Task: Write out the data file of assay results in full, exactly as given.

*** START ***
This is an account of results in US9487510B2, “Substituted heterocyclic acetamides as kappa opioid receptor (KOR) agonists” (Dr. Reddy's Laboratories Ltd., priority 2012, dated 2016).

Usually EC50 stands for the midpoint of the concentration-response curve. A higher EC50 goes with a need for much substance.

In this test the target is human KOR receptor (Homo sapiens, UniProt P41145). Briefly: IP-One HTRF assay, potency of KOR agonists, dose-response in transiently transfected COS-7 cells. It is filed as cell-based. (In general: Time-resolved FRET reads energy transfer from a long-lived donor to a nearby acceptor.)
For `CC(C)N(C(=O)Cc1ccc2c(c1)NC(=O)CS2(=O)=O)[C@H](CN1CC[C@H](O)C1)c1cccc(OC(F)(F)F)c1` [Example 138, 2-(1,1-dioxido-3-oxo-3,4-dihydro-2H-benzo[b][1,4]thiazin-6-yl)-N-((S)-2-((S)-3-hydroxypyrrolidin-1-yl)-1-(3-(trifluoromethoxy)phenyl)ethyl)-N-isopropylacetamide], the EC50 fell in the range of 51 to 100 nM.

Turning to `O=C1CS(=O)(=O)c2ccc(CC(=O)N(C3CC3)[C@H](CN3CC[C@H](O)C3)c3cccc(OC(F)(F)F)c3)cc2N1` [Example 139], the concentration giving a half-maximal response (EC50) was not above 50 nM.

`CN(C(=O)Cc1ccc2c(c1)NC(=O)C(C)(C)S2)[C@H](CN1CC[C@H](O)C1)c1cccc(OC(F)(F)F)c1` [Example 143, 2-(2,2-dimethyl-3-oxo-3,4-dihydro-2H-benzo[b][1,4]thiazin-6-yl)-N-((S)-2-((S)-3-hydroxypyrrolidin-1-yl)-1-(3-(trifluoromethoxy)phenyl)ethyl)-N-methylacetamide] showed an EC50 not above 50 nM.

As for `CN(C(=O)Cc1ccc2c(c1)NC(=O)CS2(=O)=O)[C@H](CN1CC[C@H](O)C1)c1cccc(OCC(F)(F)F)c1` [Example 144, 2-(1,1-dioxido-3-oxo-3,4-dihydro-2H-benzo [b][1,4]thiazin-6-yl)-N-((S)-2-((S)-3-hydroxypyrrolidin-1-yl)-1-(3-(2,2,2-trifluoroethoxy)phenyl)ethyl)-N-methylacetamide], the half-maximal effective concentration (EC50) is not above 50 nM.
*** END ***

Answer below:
This is an account of results in US9487510B2, “Substituted heterocyclic acetamides as kappa opioid receptor (KOR) agonists” (Dr. Reddy's Laboratories Ltd., priority 2012, dated 2016).

Usually EC50 stands for the midpoint of the concentration-response curve. A higher EC50 goes with a need for much substance.

In this test the target is human KOR receptor (Homo sapiens, UniProt P41145). Briefly: IP-One HTRF assay, potency of KOR agonists, dose-response in transiently transfected COS-7 cells. It is filed as cell-based. (In general: Time-resolved FRET reads energy transfer from a long-lived donor to a nearby acceptor.)
For `CC(C)N(C(=O)Cc1ccc2c(c1)NC(=O)CS2(=O)=O)[C@H](CN1CC[C@H](O)C1)c1cccc(OC(F)(F)F)c1` [Example 138, 2-(1,1-dioxido-3-oxo-3,4-dihydro-2H-benzo[b][1,4]thiazin-6-yl)-N-((S)-2-((S)-3-hydroxypyrrolidin-1-yl)-1-(3-(trifluoromethoxy)phenyl)ethyl)-N-isopropylacetamide], the EC50 fell in the range of 51 to 100 nM.

Turning to `O=C1CS(=O)(=O)c2ccc(CC(=O)N(C3CC3)[C@H](CN3CC[C@H](O)C3)c3cccc(OC(F)(F)F)c3)cc2N1` [Example 139], the concentration giving a half-maximal response (EC50) was not above 50 nM.

`CN(C(=O)Cc1ccc2c(c1)NC(=O)C(C)(C)S2)[C@H](CN1CC[C@H](O)C1)c1cccc(OC(F)(F)F)c1` [Example 143, 2-(2,2-dimethyl-3-oxo-3,4-dihydro-2H-benzo[b][1,4]thiazin-6-yl)-N-((S)-2-((S)-3-hydroxypyrrolidin-1-yl)-1-(3-(trifluoromethoxy)phenyl)ethyl)-N-methylacetamide] showed an EC50 not above 50 nM.

As for `CN(C(=O)Cc1ccc2c(c1)NC(=O)CS2(=O)=O)[C@H](CN1CC[C@H](O)C1)c1cccc(OCC(F)(F)F)c1` [Example 144, 2-(1,1-dioxido-3-oxo-3,4-dihydro-2H-benzo [b][1,4]thiazin-6-yl)-N-((S)-2-((S)-3-hydroxypyrrolidin-1-yl)-1-(3-(2,2,2-trifluoroethoxy)phenyl)ethyl)-N-methylacetamide], the half-maximal effective concentration (EC50) is not above 50 nM.